The Android Invasion was released on DVD in 2012. In the UK and Australia, it was released as part of the UNIT Files box set, along with Invasion of the Dinosaurs (Amazon UK). It was released on its own in the US (Amazon US).
Notes and links
We’re going to put you through a whole lot of terrible vintage televsion in this episode’s shownotes, so are you sitting comfortably? Then let’s begin.
Nathan’s phrase “robot replica” was shamelessly lifted from an episode of Steven Moffat’s Press Gang called UnXpected, in which the eponymous gang encounter the fictional hero of a terrible, terrible 70s science fiction TV series. Which is probably just a coincidence.
Such fans will also enjoy The Avengers episode The Hour that Never Was, not because of robot replicas, because there aren’t any, but because it’s just superb.
And such fans will be completely overwhelmed by these Six Million Dollar Man episodes: Steve Austin fights a robot replica of someone else in Day of the Robot, and there’s a robot woman with a Sarah-from-the-Part-2-cliffhanger face in the Bionic Woman crossover Kill Oscar.
Well, it’s a Hinchcliffe/Holmes story, so let’s get the sources out of the way: The Riddle of the Sands (1903) by Erskine Childers is a rollicking adventure about an impeding German invasion, and The Secret Garden (1911) by Frances Hodgson Burnett is a beloved children’s book about why doctors cannot be trusted.
Brendan is on Twitter as @brandybongos, Nathan is @nathanbottomley, Todd is @toddbeilby, and Richard’s Twitter account has been locked in a pyramid for millenia with only robots, forcefields and deadly missiles for company. You can follow the podcast on Twitter as @FTEpodcast.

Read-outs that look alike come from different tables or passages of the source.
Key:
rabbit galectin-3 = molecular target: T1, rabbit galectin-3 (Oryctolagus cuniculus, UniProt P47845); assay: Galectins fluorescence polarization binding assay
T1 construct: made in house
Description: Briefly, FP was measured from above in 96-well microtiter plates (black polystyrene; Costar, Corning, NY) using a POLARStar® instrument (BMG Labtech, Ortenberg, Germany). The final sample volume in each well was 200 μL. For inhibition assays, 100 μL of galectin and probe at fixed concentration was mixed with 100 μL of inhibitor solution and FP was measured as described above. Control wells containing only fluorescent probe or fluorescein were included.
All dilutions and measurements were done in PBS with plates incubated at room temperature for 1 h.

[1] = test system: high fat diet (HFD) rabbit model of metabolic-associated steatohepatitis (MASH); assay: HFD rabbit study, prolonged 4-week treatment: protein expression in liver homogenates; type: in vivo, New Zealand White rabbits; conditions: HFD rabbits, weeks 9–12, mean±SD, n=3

In a strange universe, in the distant future, the President, Vice-President and Treasurer of the Prentis Hancock Appreciation Society, Brendan, Richard and Nathan, meet to discuss shower curtains, detergent bottles and undeserved survival in Planet of Evil.
In Stanislaw Lem’s [Solaris (1961)](https://en.wikipedia.org/wiki/Solaris_(novel)), the members of a scientific expedition are studied and psychologically traumatised by the sentient ocean of an alien planet.
Ponti is played by Louis Mahoney, who also appears in Frontier in Space and Blink, but perhaps he is most famous as a doctor in the Fawlty Towers episode, The Germans.
As our flight through Tom Baker’s first season comes to an end, we pull on a latex mask, strap on some bombs, fill our pockets with gold dust and drop down into Wookey Hole to discuss Revenge of the Cybermen.
Buy the stories!
Revenge of the Cybermen was released on DVD in 2010. It can be bought by itself in the US (Amazon US), but in the UK and Australia it was released in a box set along with Silver Nemesis (Amazon UK).
Links and notes
In [Unnatural Selection](http://en.memory-alpha.wikia.com/wiki/Unnatural_Selection_(episode)), a Season 2 episode of Star Trek: The Next Generation, Dr Pulaski (Diana Muldaur) is cured of some terrible aging makeup by a quick trip through the matter transporters. Coincidence? Probably.
The 1970s Japanese TV Series Saiyūki was dubbed into English by the BBC and broadcast under the title Monkey in the UK and Australia, with David Collings (Vorus) as the eponymous Monkey God. The Australian Broadcasting Corporation often ran it in the traditional 6.30 PM weekday timeslot that rightfully belonged to Doctor Who.